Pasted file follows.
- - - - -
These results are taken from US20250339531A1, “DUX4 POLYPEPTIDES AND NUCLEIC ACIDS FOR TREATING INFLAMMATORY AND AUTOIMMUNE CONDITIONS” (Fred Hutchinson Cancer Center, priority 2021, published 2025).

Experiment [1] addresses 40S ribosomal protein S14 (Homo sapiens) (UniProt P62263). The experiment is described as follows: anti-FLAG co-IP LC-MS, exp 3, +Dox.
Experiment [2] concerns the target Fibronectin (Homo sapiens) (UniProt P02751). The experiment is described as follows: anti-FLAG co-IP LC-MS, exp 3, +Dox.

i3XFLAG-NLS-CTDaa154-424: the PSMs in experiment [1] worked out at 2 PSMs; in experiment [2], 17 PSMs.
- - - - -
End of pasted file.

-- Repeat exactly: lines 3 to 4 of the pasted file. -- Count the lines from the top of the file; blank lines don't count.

Experiment [2] concerns the target Fibronectin (Homo sapiens) (UniProt P02751). The experiment is described as follows: anti-FLAG co-IP LC-MS, exp 3, +Dox.

i3XFLAG-NLS-CTDaa154-424: the PSMs in experiment [1] worked out at 2 PSMs; in experiment [2], 17 PSMs.